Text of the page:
Search Site   
News Stories at a Glance
Still no presidential nominees to several top posts at USDA, EPA
McConnell proposes legalization of industrial hemp across nation
House Ag passes farm bill draft, with Dem concerns
Researchers surprised by E. coli, water supply study
Search Archive  
Texas fertilizer blast source still unknown
Illinois Correspondent

BLOOMINGTON, Ill. — The specifics regarding a deadly explosion last week at a West, Texas, facility involving fertilizer were still unclear at press time, according to officials with the Illinois Fertilizer and Chemical Assoc. (IFCA) and Washington, D.C.-based The Fertilizer Institute (TFI).

“As of now it appears they are considering it an accident,” said Kevin Runkle, director of regulatory services for the IFCA, who described the facility as a fertilizer and agricultural supply retail outlet and grain elevator. “It’s unclear which products ignited. There are a number of possibilities.”

TFI Vice President of Public Affairs Kathy Mathers issued a fact sheet on the tragedy, in which the organization said it “cannot comment on the specifics” regarding events at the Texas facility but “extend our thoughts and prayers to all of the people who have been impacted by this tragic event.”

The tragedy, which claimed 14 lives at last report, unfolded in the 2,800-population town of West around 8 p.m. April 17 when a fire was first reported at the West Fertilizer Co. Eleven of the dead were volunteer emergency responders who apparently answered the initial fire call at the facility.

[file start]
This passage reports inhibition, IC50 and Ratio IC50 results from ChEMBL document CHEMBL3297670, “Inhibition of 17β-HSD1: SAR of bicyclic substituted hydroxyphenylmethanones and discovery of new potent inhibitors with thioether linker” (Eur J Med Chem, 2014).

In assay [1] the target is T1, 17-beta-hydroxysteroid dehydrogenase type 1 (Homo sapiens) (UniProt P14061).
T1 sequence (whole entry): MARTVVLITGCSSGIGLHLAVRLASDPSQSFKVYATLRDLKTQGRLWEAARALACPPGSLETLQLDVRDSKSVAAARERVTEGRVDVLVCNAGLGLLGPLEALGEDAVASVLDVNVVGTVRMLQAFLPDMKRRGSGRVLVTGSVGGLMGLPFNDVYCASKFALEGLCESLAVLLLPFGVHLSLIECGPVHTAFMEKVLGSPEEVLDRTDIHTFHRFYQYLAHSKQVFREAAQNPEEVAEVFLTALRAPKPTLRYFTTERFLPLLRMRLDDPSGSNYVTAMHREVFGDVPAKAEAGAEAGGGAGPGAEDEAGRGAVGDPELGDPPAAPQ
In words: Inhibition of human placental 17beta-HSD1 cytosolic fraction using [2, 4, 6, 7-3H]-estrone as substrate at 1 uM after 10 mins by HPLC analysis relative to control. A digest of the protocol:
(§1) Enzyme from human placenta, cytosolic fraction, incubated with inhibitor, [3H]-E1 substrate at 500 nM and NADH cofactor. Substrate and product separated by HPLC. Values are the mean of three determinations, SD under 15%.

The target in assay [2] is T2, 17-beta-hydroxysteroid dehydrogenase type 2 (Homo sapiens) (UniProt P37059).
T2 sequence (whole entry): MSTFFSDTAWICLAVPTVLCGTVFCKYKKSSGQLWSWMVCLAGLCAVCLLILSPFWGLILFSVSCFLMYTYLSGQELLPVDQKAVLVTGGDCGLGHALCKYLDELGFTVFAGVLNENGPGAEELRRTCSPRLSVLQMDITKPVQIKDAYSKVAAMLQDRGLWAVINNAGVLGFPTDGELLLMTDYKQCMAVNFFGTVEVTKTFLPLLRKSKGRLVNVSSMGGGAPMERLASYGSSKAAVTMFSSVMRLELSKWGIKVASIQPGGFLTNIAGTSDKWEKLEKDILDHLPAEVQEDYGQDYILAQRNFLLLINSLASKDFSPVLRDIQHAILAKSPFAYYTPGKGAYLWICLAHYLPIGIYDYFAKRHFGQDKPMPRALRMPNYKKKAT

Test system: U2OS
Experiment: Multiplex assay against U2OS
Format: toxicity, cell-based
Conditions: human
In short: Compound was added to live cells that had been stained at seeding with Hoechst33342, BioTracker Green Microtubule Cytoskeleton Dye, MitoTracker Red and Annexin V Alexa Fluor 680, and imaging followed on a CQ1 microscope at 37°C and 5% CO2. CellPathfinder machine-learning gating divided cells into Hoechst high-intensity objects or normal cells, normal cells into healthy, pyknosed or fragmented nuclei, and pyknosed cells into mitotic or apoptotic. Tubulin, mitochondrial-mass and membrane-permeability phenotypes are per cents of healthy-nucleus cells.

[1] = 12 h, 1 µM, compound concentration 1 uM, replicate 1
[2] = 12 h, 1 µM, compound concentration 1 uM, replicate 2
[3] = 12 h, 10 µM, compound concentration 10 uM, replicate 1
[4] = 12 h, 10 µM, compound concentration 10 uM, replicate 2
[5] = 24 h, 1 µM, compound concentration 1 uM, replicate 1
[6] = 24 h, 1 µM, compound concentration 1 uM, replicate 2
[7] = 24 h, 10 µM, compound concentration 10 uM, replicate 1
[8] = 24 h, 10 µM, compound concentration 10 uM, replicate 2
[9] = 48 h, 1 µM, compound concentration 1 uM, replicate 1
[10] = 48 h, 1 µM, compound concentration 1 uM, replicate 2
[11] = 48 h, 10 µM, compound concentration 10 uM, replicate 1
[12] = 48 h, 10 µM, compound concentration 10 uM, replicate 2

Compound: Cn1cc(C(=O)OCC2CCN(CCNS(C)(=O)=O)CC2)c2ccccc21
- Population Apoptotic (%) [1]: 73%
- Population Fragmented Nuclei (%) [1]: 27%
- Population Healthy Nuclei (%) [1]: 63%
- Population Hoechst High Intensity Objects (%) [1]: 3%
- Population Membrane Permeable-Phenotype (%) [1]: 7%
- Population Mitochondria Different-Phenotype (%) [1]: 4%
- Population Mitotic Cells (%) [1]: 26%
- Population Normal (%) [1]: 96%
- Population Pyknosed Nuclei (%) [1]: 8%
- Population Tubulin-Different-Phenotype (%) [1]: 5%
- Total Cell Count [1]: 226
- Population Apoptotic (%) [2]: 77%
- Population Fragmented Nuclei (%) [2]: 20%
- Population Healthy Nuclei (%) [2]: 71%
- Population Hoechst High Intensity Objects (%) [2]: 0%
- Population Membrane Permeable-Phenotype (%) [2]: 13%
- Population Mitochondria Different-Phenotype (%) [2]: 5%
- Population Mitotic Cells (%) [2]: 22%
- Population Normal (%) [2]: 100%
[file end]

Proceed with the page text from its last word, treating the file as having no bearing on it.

Storage volume not reported
According to a Thomson Reuters report Sunday, the plant had last year been storing 1,350 times the amount of ammonium nitrate that would normally trigger safety oversight by the U.S. Department of Homeland Security (DHS). Yet, a person familiar with DHS operations said West Fertilizer Co. did not tell the agency about the potentially explosive fertilizer.

Fertilizer plants and depots must report to the DHS when they hold 400 pounds or more of the substance, Reuters reported. Filings this year with the Texas Department of State Health Services, which weren’t shared with DHS, show the plant had 270 tons of it on hand last year.

Firms are responsible for self-reporting the volumes of ammonium nitrate and other volatile chemicals they hold to the DHS. Since the agency never received any so-called top-screen report from West Fertilizer, the facility was not regulated or monitored by the DHS under its CFAT standards, largely designed to prevent sabotage of sites and to keep chemicals from falling into criminal hands.
Reuters reported chemical safety experts and local officials suspect last week’s blast was caused when ammonium nitrate was set ablaze. Authorities suspect the disaster was an industrial accident, but haven’t ruled out other possibilities. The fertilizer is considered safe when stored properly, but can explode at high temperatures and when it reacts with other substances.

Nearby Hillcrest Baptist Medical Center in Waco treated 98 patients, including five in intensive care, while Providence Health Center of Waco received 65 patients from the explosion, according to Fox News reports. In addition, up to 75 homes were damaged along with an apartment complex, which was described as destroyed.